by Anna Kate McWhorter, Staff Writer

Being in divinity school and living with depression is an experience that makes me feel a lot like Jonah. In an act of geographical disobedience, Jonah doesn’t even wait to respond to God’s call before he runs in what is quite literally in the opposite direction. For me, the disobedience comes in the form of forgetting who I am, refusing to ask for help when I so desperately need it, not taking care of myself, ultimately giving in to and even indulging in my depression. I am convinced that there is no greater bully than your own mind when the lights are out and no one else is around. In the words of Anne Lamott, “I thought such awful thoughts that I cannot even say them out loud because they would make Jesus want to drink gin straight out of the cat dish.” So I am at times, like Jonah, swallowed up; the “waters closed in over me; the deep surrounded me; weeds were wrapped around my head at the roots of the mountains (Jonah 2:5).”

Jonah is portrayed as an anti-prophet who disobeys and runs away and melodramatically asks to die over and over again, but here’s the punch line: WE are Jonah. Maybe we’re swallowed by anxiety instead of a big fish, or maybe something else entirely. Ironically, we, like Jonah, are short term with our anxiety and long term with hoping. Hope is for later. Anxiety is for now.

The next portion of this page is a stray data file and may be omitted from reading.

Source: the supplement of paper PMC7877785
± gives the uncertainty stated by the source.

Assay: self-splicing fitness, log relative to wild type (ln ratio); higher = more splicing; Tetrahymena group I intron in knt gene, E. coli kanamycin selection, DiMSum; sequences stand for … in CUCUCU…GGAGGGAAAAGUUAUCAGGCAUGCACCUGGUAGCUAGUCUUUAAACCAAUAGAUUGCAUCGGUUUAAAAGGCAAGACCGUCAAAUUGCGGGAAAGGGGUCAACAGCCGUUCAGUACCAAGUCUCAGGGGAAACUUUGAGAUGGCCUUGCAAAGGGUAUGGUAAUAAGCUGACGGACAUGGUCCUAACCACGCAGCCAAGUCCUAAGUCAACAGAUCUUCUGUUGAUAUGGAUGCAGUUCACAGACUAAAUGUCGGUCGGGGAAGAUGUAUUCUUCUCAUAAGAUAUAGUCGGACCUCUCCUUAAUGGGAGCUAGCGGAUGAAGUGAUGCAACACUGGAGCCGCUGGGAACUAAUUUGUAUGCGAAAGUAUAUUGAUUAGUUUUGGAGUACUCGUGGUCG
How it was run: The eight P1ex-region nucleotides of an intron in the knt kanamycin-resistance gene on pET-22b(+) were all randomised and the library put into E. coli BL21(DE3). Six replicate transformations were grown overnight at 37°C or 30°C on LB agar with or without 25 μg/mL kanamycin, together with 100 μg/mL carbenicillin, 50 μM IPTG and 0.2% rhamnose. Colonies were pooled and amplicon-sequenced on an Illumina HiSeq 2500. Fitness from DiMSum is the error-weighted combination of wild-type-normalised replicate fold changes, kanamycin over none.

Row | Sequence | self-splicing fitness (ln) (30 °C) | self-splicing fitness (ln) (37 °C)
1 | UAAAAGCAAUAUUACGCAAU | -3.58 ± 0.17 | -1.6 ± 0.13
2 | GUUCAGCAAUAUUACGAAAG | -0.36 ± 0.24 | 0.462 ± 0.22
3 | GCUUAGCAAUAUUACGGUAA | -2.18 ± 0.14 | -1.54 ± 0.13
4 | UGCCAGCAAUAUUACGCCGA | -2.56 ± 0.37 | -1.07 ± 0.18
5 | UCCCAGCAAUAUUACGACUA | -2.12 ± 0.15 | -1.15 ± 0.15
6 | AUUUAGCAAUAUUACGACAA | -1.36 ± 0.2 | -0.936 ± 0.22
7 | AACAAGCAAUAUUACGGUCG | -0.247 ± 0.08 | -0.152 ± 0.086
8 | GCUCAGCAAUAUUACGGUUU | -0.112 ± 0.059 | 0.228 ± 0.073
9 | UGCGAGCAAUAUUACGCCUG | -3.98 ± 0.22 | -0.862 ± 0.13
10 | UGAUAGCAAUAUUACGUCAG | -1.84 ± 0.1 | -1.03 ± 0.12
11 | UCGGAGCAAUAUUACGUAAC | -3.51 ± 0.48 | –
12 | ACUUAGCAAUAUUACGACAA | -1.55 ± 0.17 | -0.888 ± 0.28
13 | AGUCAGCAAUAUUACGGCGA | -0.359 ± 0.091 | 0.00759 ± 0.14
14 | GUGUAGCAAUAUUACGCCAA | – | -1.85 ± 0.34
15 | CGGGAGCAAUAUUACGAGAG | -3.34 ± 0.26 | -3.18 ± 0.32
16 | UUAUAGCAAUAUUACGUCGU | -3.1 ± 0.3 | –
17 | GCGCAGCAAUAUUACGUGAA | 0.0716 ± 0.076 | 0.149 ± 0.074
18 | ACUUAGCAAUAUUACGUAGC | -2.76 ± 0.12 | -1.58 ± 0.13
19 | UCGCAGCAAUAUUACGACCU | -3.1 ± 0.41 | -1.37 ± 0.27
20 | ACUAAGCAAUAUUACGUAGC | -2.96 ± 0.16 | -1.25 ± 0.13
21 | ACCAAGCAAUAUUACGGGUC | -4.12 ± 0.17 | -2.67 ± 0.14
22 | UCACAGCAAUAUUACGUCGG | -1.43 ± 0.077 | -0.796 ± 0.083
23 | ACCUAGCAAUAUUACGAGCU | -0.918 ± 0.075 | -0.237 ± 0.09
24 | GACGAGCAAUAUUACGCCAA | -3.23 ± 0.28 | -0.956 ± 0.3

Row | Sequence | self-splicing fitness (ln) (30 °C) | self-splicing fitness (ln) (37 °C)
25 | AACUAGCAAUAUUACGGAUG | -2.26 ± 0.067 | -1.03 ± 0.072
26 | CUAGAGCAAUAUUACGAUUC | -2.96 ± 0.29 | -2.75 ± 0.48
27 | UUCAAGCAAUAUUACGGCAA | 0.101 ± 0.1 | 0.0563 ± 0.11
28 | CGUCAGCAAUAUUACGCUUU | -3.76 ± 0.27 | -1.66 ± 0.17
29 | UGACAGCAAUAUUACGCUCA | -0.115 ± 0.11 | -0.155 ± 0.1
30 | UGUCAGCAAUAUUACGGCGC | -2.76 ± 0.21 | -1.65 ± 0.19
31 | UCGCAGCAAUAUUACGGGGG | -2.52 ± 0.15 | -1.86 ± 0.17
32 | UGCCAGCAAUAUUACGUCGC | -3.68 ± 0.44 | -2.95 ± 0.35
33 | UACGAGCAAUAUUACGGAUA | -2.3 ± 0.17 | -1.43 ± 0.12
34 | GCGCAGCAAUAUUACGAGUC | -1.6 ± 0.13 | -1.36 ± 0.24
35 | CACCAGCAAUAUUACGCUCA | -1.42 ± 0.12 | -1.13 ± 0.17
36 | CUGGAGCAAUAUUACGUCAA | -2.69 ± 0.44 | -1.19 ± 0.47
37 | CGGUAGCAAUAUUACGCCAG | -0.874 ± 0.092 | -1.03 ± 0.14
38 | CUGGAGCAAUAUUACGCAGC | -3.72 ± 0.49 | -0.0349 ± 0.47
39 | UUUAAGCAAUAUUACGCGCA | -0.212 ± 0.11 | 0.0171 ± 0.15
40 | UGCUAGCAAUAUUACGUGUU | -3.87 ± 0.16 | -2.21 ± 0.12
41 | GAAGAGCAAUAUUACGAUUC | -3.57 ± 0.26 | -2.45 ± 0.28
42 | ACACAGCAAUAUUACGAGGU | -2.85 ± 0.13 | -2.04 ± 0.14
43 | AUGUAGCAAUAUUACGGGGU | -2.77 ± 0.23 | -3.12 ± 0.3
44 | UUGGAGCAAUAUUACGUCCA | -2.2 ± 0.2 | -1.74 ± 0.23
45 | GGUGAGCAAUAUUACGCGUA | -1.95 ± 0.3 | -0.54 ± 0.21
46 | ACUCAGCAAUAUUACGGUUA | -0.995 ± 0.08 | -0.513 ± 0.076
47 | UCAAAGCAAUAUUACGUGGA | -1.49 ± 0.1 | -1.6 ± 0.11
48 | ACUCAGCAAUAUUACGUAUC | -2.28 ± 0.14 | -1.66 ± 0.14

Throughout the Gospels, Jonah is the only prophet of the Hebrew Scriptures that Jesus ever compares himself to (in Matthew 12 and Luke 11). Maybe if Jonah can still be likened to Jesus, even after all of his temper tantrums…maybe we’re still fit to be appointed. Maybe I can deal with depression…and still be fit to be a minister. It may seem like an inconvenient kind of love between Jonah and God. Yet, we must not forget that that God is one who is recklessly extravagant with grace with Jonah, and with us. We might feel inadequate for one reason or another, but we are all still appointed to do great things. And maybe that extravagant grace can remind us that we are more than what we accomplish; that we are human beings, and not just human doings.

So, like Jonah, may we let God call to us. May we mess up in big ways, may we throw a tantrum here and there. May we swim in the oceans of grace that are promised to us and appointed to us by the same God that not only tolerated Jonah, but loved him and told him to preach, too.